NppExec v0.7.1 has been released!



  • This is a recommended update over NppExec v0.7 and over any previous version of NppExec.
    More about NppExec here:
    https://github.com/d0vgan/nppexec/

    What’s new in v0.7.1:

    • changed: now IF/IF~/ELSE IF use delayed $(var) substitution.
      It means that IF “$(var)” != “” will work even when the value of $(var)
      contains inner " quote character(s).
    • added: now npe_debuglog supports the keyword “local”.
    • fixed: when there was a “local” command followed by a similar “non-local”
      command, the “non-local” one behaved as if it was “local”.
    • changed: $(var) substitution has been reworked and improved.
    • added: set <var> ~ strexpand <s>

    Get this version here:
    https://github.com/d0vgan/nppexec/releases/tag/v071
    or here:
    https://sourceforge.net/projects/npp-plugins/files/NppExec/NppExec Plugin v0.7.1/



  • @Vitaliy-Dovgan
    Sorry to address you directly, but may I ask if you can take a look
    here to see if there is a reasonable way to do this with NppExec?
    Thanks a lot



  • Can anyone shed insight into the “levels” of npp_console local? It’s working better than I could hope, but I’d like to make sure my findings are ‘normal’ and expected.

    I’m using the NppEventExec plugin to trigger a NppExec script. The basic script runs fine, it and any subordinate scripts all start with npp_console ? to keep/preserve the current console state. I discovered that any time ‘NppEventExec’ invoked the script it also forced the ‘NppExec’ console to be visible. I chocked that up to a side effect of message passing between plugins. (I did open an issue in the NppEventExec github.) The workaround was to create a two line wrapper script that starts with npp_console local off and the second line uses NPP_EXEC to call the original script. It works great, but this is also where it gets interesting…

    I modified the main (now second) script to add a feature and incorrectly called the strfind function. The odd thing was the console opened and displayed the output from the background echos in the code and the pertinent error messages for the incorrect strfind call. I like the behavior, but did not expect it. Was I just lucky, or is it that Vitaliy Dovgan is a genius?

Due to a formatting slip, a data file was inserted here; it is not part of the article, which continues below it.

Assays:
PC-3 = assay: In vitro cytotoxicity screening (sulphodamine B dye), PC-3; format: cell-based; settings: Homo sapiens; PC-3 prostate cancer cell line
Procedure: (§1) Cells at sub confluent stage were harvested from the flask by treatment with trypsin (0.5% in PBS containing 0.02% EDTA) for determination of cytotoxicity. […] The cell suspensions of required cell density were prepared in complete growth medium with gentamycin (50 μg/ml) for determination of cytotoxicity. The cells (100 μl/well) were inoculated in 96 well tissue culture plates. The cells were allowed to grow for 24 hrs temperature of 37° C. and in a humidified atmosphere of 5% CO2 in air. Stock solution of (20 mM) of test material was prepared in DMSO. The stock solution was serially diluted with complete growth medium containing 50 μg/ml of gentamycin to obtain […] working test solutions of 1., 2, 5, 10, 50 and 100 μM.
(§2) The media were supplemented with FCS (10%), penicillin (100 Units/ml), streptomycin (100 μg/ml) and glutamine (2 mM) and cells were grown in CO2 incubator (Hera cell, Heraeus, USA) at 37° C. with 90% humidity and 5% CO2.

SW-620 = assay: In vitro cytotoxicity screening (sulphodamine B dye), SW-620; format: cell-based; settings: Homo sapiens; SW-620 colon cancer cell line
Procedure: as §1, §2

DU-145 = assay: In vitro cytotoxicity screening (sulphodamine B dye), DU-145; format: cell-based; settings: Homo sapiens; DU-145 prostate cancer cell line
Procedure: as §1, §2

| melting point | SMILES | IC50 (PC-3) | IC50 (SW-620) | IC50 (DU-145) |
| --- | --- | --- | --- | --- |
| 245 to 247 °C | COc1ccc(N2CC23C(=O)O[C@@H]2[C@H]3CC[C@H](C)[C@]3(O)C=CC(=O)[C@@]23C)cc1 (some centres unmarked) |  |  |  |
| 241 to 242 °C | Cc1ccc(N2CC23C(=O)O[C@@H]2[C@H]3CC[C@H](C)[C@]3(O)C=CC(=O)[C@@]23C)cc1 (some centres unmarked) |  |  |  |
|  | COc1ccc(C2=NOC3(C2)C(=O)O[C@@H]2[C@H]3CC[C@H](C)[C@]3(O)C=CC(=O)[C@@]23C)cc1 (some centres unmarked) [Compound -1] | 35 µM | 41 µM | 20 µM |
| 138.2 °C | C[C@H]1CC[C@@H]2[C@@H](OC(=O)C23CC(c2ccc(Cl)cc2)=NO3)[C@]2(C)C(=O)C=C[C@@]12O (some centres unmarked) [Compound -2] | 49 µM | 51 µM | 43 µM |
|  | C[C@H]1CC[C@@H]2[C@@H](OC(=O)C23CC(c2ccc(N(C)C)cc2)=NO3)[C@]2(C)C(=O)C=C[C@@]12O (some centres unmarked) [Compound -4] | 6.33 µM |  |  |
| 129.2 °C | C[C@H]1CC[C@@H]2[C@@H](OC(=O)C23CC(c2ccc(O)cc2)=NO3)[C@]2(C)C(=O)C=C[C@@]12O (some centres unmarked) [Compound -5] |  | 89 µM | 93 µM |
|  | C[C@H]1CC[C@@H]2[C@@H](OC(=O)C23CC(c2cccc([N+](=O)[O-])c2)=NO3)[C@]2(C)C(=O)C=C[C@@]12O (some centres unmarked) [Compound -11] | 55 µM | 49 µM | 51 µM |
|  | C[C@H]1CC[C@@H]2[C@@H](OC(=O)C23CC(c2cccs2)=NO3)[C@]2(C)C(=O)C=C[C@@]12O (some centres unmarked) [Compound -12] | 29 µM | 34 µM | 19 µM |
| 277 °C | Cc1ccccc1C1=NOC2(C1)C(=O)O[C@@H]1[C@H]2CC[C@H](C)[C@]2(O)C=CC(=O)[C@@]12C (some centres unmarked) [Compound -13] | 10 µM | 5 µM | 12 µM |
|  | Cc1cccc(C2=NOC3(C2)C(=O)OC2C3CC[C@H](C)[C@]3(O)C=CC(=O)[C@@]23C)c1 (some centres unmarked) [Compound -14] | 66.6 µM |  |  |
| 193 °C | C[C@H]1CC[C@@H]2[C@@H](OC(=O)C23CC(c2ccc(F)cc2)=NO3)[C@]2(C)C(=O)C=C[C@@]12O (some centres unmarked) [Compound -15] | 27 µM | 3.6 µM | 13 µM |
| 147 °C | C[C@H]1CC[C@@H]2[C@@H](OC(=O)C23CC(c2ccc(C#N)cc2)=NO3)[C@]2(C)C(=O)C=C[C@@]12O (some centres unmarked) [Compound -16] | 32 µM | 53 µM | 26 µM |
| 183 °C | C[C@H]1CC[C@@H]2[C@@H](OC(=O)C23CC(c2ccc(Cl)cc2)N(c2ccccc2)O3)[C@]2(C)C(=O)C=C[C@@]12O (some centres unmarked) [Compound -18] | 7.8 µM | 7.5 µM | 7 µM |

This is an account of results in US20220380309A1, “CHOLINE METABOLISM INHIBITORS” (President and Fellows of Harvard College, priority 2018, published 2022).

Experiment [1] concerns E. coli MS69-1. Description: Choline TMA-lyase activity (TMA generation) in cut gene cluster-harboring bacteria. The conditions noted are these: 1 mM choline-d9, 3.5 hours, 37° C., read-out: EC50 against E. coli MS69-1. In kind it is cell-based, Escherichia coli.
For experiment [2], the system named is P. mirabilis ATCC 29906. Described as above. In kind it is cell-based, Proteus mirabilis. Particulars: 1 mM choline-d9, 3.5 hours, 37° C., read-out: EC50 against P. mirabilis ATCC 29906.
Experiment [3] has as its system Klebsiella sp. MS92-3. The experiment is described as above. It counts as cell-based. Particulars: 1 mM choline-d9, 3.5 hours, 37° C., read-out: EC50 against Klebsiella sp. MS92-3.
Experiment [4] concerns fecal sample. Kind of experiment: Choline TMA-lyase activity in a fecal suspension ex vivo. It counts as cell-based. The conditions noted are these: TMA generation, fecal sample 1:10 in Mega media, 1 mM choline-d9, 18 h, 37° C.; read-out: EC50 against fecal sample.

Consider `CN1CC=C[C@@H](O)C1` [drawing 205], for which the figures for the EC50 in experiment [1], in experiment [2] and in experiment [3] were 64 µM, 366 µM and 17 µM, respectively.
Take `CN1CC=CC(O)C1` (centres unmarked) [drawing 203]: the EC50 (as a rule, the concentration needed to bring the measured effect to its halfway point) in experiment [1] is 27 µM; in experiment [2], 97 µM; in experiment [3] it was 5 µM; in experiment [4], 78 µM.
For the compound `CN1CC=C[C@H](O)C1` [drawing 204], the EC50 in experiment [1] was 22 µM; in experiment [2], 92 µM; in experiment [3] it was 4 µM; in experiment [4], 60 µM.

During the development, I also noticed that trying to use npp_console local off inside an if/then block had no effect (I included an audible output inside the same block to verify it was being entered). I expected that the local console off version would go into effect and shut the console off until the end of the script (instead it seems to have been ignored). Perhaps this was ineffective given the on triggered state from NppEventExec? (This was prior to using the two line wrapper solution.) I have to do more testing to better understand the ‘corner cases’ but if anyone can shed some light on this, I’d appreciate it, as it would speed things up.

    Thank you.



  • @artie-finkelstein
    By default, NppExec’s Console becomes visible when any script is executed. To avoid it, npp_console ? should be used. (See NppExec Manual, section “4.1. NppExec’s Console behaviour”).
    I tried to reproduce the situation with npp_console local off under an if block within NppExec’s temporary script (Plugins -> NppExec -> Execute NppExec Script), and everything worked as expected:

    set local a = 123
    if $(a) == 123 then
      npp_console local off // the Console becomes hidden
    endif
    strfind // produces an error "about to start a child process: "strfind""
    sleep 2000
    // the Console becomes visible
    

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